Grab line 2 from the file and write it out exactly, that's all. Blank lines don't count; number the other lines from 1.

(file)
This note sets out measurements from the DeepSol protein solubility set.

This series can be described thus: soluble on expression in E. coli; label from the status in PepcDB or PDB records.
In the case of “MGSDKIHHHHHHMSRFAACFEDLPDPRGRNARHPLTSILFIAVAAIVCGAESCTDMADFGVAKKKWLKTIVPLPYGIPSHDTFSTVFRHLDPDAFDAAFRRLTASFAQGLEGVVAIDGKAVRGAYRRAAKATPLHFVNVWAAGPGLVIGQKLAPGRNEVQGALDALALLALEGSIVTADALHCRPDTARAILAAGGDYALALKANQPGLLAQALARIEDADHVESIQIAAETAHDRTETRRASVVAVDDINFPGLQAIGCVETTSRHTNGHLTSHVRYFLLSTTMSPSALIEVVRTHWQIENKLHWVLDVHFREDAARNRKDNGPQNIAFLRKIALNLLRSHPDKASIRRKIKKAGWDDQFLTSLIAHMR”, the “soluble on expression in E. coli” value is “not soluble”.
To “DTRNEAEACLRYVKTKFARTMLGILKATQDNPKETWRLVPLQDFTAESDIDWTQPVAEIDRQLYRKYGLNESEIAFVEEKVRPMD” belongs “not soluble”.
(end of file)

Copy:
This series can be described thus: soluble on expression in E. coli; label from the status in PepcDB or PDB records.